New academic books from the MIT Press, including The Social Brain, How Artifacts Afford, and Born to Parse
Another month, another wrap-up! Here are some new academic books published in August by the MIT Press: Discover a range of empirical and theoretical perspectives on the relationship between biology and social cognition from infancy through childhood in The Social Brain. Explore sound studies and electronic music in Between the Tracks. Experts in Beyond 9/11 draw on two decades of government efforts to “secure the homeland,” and offer crucial strategic lessons and detailed recommendations for homeland security. Dive into our other titles below.
A classic in the philosophy of education, considering the fundamental purpose and function of schools, translated into English for the first time.
Edited by Eddy Nahmias,
Thomas W. Polger and Wenqing Zhao
Prominent philosophers explore themes in the work of Owen Flanagan, focusing on debates about the nature of mind, the self, and morality.
By Rebecca Lave and Martin Doyle
An analysis of stream mitigation banking and the challenges of implementing market-based approaches to environmental conservation.
“Lave and Doyle unravel the complex mitigation paradigm and bring us to a critical choice, a fork in the road. The path we choose may very well determine the fate of our rivers.” —Peter Skidmore, Walton Family Foundation
An argument that children are born to assign structures to their ambient language, yielding a view of language variation not based on parameters defined at UG.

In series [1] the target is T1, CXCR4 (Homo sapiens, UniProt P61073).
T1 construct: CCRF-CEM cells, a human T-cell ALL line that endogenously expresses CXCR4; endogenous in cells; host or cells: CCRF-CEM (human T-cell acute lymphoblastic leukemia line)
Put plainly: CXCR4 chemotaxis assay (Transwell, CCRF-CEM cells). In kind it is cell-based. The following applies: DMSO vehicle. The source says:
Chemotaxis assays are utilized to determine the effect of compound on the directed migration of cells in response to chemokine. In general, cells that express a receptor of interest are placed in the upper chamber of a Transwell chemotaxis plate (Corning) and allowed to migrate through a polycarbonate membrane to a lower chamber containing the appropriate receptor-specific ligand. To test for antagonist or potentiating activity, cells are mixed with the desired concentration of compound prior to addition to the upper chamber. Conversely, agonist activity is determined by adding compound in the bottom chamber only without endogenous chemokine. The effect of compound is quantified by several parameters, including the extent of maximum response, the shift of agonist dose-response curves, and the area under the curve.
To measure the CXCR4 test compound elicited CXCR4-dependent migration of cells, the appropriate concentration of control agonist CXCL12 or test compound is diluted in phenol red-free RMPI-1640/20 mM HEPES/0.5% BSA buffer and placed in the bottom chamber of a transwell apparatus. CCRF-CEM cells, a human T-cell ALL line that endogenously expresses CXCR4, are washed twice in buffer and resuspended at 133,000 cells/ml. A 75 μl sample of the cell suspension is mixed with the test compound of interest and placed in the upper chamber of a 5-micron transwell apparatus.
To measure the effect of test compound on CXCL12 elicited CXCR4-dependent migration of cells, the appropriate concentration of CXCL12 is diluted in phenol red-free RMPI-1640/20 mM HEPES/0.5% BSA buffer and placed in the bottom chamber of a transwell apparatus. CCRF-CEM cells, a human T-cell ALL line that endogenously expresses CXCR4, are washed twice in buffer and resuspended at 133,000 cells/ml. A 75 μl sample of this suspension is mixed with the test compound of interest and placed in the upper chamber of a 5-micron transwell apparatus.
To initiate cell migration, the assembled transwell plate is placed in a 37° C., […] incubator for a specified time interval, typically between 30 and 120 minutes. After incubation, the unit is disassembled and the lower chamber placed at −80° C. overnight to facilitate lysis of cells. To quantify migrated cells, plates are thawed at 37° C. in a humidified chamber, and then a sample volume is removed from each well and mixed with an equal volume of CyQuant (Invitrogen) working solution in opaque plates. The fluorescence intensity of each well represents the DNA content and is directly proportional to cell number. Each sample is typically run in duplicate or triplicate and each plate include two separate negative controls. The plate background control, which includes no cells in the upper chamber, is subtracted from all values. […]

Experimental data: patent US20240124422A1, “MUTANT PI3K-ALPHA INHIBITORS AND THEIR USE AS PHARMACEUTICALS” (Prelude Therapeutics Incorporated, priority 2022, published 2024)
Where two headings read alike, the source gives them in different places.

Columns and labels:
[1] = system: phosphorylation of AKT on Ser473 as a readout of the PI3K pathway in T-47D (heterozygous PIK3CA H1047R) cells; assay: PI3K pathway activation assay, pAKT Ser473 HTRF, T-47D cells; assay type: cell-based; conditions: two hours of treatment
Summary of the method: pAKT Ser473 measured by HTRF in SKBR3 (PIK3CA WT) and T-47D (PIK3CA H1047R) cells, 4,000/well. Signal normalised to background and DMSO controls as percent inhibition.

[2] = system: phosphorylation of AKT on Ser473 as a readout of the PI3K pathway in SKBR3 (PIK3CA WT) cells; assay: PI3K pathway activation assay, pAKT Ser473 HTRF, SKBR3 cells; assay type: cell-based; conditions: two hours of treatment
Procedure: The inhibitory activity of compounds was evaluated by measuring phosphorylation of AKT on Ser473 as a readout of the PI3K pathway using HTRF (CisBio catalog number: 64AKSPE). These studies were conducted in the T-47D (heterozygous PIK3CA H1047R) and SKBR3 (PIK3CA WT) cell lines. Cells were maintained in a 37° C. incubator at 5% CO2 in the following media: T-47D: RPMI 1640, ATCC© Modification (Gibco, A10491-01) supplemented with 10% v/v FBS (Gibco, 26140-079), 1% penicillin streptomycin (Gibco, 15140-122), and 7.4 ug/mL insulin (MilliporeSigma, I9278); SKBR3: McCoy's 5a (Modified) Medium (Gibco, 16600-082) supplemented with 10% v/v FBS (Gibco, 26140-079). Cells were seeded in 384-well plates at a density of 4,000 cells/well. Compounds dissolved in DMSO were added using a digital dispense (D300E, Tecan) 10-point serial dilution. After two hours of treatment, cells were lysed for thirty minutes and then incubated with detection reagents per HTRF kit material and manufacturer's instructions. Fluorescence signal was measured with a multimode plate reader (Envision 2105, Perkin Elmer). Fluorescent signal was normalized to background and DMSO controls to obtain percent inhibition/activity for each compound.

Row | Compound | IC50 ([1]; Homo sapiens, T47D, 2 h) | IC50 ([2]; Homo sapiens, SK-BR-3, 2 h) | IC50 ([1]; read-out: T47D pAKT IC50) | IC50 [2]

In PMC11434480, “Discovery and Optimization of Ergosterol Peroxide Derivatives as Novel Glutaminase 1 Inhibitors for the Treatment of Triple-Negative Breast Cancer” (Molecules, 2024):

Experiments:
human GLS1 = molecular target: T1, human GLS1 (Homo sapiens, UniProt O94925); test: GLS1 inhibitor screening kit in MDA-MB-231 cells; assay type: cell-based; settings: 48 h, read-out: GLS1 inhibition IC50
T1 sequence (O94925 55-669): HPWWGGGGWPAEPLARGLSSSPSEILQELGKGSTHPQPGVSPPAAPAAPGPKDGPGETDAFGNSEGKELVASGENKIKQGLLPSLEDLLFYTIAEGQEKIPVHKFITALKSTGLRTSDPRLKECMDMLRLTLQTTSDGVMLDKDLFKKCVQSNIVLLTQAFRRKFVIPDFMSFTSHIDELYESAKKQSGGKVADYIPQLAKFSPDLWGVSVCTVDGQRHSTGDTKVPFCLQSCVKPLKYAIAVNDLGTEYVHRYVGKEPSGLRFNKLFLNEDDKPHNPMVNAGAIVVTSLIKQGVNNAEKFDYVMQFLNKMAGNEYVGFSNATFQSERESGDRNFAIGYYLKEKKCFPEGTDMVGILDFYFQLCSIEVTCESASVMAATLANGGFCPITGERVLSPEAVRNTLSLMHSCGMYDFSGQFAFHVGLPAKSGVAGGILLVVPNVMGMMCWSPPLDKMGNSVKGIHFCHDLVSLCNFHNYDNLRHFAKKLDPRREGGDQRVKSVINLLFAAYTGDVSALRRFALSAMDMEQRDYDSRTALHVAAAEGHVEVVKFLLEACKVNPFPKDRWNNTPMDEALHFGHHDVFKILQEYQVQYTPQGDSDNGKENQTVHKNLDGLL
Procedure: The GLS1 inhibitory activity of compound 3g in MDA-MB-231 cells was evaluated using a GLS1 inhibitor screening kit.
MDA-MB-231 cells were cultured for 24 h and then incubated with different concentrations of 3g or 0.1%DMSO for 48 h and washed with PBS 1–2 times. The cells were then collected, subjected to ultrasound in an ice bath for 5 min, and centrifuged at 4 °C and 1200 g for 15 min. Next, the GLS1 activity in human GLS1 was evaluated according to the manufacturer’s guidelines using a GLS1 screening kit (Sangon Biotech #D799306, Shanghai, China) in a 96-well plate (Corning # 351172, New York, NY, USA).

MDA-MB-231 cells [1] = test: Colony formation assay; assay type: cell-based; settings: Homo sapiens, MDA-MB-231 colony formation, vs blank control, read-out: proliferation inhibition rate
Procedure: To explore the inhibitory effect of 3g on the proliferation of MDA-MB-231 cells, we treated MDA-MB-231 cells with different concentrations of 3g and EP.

The chronicle of a ten-year partnership between MIT and Singapore’s Education Ministry that shows cross-border collaboration in higher education in action.
“Fisher’s book chronicles a bold experiment in which MIT partnered with the Singapore Ministry of Education to establish a new university. It offers valuable lessons about the prospects and perils of cross-border collaborations.”— Jason Tan, Associate Professor in Policy, Curriculum & Leadership at the National Institute of Education, Singapore
A conceptual update of affordance theory that introduces the mechanisms and conditions framework, providing a vocabulary and critical perspective.
How digital technologies affect the way we conceive of the self and its relation to the world, considered through the lens of media art practices.
“In an age when our faces, voices, emotions and bodies are increasingly being interpreted by computational systems, Ksenia Fedorova’s Tactics of Interfacing sharply analyzes how artistic practices with these very technologies can open up new and expressive ways of reconceiving the boundaries between humans and machines.”—Chris Salter, Artist, Professor of Computation Arts, Concordia University and Co-Director, Hexagram
Edited by Chappell Lawson, Alan Bersin and Juliette N. Kayyem
Drawing on two decades of government efforts to “secure the homeland,” experts offer crucial strategic lessons and detailed recommendations for homeland security.
An examination of the conflict between values and bureaucracy in World Bank biodiversity partnerships.
Edited by Jean Decety
A range of empirical and theoretical perspectives on the relationship between biology and social cognition from infancy through childhood.
Alternatives to Multilateralism
Analysis and case studies of emerging forms of private, public, and hybrid social and environmental governance.
Making Open Development Inclusive
Edited by Matthew L. Smith and Ruhiya Kristine Seward
Drawing on ten years of empirical work and research, analyses of how open development has played out in practice.